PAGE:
1 November 2004 Growth of the facultative anaerobes from Antarctica, Alaska, and Patagonia at low temperatures
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Psychrotolerance, as an adaptation for surviving in extreme environments, is widespread among mesophilic microorganisms. Physico-chemical factors such as pressure, red-ox potential, pH and salinity could significantly alter the features of ecosystems by providing liquid water at subzero temperatures. Furthermore, organisms can respond to temperature changes by several known mechanisms, including changing the conformation capacities of constitutional proteins or by the synthesis of mucopolysaccharides around the cell wall and membrane. Such protective mechanisms make it possible for cells to not only passively survive low temperatures in a state of anabiosis, but also to be capable of actively metabolizing substrates and reproducing normally. The physiological and biochemical characteristics of the species, as well as genetics, could be remarkably changed due to adaptation and surviving in extreme environments. The cold shock genes of some of the studied strains of psychrotolerant facultative anaerobes were reported previously. In this paper we present experimental data for psychrotolerant, non spore-forming, facultative anaerobes isolated from geographically different cold regions of our planet. We show the growth response on changing from anaerobic conditions to aerobic with cultivation at low temperatures.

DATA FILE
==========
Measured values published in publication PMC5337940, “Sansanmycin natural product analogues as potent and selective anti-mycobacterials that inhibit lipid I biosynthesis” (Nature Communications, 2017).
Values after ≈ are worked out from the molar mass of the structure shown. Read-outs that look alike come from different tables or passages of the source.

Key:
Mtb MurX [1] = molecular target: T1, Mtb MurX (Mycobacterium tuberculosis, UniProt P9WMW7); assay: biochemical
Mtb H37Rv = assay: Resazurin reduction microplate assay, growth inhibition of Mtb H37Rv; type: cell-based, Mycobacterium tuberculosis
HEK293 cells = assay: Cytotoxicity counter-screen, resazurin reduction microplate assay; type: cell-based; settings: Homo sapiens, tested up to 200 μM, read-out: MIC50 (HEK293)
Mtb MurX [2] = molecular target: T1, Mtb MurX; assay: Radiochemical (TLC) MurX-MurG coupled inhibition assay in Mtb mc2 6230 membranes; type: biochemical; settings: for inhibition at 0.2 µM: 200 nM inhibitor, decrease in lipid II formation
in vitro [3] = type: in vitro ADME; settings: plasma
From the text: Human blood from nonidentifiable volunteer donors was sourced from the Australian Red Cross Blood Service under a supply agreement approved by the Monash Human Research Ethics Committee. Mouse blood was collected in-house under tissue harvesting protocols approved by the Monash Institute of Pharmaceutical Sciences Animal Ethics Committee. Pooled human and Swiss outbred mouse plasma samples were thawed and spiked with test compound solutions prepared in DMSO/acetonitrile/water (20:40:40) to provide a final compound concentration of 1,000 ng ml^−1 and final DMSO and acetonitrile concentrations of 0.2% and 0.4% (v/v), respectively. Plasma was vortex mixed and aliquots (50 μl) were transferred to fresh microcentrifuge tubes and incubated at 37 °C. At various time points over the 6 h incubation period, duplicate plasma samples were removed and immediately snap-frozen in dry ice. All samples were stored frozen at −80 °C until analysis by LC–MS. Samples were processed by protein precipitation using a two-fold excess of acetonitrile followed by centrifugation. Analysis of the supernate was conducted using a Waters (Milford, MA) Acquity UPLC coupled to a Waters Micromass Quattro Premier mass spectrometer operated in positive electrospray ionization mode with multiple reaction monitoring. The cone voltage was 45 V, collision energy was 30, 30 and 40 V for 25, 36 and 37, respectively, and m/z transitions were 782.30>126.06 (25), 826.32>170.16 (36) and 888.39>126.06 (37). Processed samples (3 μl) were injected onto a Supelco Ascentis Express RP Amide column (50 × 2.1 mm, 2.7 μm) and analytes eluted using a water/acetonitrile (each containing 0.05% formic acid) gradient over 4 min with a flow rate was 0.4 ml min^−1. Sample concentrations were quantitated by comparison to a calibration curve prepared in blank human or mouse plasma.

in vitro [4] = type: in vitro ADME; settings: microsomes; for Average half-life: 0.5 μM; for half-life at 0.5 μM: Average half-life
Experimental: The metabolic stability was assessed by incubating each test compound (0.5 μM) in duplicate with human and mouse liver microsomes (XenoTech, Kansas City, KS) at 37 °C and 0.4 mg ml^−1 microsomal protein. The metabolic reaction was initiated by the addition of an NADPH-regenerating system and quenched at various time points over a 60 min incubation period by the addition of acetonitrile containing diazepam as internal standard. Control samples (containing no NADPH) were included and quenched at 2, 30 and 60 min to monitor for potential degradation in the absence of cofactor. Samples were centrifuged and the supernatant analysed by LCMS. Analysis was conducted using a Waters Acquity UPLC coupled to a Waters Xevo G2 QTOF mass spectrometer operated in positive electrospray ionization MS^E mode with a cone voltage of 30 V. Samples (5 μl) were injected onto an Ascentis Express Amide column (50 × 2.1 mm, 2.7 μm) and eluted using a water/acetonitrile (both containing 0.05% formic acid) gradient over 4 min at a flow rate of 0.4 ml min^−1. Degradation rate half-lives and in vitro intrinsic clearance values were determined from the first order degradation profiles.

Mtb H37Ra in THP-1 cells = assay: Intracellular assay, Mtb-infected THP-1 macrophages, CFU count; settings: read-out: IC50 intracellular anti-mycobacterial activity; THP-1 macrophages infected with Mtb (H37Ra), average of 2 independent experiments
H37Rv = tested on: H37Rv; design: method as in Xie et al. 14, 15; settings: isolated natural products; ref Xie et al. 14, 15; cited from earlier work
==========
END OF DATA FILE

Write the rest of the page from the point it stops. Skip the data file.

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Elena V. Pikuta, Elena V. Pikuta, Richard B. Hoover, Richard B. Hoover, } "Growth of the facultative anaerobes from Antarctica, Alaska, and Patagonia at low temperatures", Proc. SPIE 5555, Instruments, Methods, and Missions for Astrobiology VIII, (1 November 2004); doi: 10.1117/12.564382; https://doi.org/10.1117/12.564382

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